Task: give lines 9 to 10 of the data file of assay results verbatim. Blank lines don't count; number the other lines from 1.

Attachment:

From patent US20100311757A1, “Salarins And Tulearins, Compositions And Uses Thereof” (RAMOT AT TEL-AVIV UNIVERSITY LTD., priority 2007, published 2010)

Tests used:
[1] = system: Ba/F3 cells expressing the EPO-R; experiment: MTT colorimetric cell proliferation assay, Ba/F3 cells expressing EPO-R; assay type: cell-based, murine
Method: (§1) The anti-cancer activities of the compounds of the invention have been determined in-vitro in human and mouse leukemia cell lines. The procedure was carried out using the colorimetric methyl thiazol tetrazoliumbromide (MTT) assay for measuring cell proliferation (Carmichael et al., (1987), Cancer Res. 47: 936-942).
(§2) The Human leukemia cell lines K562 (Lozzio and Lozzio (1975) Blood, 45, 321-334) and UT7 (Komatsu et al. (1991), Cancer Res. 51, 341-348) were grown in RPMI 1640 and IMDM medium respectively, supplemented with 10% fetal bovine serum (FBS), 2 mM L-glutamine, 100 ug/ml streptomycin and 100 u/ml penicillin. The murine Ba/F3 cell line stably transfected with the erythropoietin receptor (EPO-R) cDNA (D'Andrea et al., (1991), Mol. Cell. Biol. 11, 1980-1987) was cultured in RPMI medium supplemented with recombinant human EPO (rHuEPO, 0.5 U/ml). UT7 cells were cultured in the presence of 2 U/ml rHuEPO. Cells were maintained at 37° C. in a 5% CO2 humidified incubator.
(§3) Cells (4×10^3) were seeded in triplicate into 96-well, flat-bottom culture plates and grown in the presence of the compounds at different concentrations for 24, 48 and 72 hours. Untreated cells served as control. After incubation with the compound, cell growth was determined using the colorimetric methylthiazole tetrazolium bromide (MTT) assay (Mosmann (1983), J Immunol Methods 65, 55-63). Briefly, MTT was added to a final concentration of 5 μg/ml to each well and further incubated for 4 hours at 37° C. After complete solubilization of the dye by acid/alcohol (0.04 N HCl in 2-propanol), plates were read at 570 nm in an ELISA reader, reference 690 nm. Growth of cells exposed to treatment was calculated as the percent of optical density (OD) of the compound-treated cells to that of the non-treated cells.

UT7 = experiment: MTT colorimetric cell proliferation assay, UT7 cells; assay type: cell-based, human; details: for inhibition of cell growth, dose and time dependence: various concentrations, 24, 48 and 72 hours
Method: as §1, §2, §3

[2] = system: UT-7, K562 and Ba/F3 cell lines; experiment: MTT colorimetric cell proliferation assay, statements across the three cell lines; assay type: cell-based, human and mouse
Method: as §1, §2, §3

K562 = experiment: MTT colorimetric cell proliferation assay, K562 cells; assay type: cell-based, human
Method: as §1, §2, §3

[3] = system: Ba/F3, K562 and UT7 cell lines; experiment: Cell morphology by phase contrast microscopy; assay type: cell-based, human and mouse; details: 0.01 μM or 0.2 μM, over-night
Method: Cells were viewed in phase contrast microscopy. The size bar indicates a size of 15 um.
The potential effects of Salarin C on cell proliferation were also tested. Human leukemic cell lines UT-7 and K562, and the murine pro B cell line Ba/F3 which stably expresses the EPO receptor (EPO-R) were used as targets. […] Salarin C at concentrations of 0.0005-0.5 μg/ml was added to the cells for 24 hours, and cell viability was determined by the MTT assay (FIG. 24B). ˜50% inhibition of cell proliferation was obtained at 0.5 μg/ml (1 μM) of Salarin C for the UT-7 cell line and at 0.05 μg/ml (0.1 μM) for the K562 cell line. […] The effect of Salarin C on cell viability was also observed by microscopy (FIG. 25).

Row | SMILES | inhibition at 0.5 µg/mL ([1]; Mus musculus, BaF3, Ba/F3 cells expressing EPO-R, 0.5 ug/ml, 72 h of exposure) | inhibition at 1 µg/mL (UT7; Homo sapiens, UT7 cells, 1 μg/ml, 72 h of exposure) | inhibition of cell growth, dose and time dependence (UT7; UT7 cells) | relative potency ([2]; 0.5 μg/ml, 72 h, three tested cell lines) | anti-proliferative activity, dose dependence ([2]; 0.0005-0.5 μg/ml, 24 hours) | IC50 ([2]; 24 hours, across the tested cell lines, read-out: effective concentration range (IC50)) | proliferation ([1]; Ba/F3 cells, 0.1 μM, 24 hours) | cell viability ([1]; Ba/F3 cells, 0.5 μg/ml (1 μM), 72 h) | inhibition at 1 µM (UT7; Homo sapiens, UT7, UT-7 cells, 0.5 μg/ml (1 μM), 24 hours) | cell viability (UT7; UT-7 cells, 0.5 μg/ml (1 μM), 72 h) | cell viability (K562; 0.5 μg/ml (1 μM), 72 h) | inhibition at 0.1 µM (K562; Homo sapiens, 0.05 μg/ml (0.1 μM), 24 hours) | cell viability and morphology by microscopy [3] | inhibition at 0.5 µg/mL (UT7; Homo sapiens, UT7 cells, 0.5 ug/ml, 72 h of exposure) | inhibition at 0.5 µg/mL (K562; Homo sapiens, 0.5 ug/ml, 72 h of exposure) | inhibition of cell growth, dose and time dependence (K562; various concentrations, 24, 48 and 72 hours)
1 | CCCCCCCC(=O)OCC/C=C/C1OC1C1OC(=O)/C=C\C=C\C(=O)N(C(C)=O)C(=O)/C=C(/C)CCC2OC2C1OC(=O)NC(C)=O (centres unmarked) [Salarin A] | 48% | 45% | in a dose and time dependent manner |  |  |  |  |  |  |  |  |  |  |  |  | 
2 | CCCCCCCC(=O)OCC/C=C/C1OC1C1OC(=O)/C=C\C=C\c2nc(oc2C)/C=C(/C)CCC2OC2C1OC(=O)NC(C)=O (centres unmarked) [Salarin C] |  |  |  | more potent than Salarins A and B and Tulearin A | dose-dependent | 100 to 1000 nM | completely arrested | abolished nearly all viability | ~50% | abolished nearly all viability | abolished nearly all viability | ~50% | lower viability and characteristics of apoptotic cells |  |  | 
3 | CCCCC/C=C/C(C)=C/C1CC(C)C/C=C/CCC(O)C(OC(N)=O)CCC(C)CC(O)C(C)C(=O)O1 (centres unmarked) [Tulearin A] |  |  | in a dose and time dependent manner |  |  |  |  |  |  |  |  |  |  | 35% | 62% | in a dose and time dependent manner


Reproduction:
[2] = system: UT-7, K562 and Ba/F3 cell lines; experiment: MTT colorimetric cell proliferation assay, statements across the three cell lines; assay type: cell-based, human and mouse
Method: as §1, §2, §3